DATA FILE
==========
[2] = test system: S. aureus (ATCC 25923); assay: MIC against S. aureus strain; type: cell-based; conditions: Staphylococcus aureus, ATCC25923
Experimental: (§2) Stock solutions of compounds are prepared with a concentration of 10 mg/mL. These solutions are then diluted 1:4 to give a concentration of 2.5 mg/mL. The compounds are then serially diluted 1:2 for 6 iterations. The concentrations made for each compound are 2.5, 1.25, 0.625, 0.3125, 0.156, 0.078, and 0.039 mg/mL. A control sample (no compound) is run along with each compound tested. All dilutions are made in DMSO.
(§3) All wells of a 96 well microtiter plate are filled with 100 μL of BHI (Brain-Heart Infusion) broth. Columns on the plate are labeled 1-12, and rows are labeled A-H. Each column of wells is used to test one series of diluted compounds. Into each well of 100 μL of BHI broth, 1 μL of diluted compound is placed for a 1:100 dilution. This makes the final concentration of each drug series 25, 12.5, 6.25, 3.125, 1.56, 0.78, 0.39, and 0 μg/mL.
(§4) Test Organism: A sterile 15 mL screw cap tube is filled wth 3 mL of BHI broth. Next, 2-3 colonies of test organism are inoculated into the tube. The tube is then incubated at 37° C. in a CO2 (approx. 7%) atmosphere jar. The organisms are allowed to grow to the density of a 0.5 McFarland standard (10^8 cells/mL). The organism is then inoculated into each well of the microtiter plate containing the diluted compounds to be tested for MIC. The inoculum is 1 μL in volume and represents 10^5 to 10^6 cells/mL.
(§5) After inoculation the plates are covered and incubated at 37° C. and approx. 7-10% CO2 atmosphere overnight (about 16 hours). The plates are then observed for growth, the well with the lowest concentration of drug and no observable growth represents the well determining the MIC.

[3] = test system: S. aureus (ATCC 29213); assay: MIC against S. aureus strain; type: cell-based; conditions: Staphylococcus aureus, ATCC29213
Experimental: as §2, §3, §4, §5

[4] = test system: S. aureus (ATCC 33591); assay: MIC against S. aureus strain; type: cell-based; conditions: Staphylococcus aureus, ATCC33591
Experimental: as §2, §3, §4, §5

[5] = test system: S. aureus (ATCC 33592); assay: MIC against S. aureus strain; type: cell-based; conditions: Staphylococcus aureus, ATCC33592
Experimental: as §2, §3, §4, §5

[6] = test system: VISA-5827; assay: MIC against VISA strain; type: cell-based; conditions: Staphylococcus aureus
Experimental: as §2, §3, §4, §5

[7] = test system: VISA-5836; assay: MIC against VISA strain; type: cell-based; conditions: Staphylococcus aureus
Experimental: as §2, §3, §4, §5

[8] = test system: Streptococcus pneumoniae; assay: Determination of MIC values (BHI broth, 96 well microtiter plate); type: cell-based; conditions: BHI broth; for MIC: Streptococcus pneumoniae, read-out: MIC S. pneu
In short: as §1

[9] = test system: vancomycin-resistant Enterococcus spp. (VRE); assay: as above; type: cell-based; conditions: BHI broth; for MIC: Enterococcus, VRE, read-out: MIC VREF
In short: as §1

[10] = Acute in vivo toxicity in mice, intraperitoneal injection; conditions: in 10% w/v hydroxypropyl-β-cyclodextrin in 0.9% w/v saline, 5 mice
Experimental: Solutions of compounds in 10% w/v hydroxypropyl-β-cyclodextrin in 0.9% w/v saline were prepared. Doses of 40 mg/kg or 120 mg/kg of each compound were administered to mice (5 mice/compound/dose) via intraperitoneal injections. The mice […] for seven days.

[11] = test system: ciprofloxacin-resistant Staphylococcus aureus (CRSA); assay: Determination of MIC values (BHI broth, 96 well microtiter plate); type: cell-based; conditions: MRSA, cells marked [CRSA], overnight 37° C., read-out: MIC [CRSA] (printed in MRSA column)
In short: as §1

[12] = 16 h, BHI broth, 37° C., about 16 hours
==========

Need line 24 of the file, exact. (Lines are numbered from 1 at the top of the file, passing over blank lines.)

[12] = 16 h, BHI broth, 37° C., about 16 hours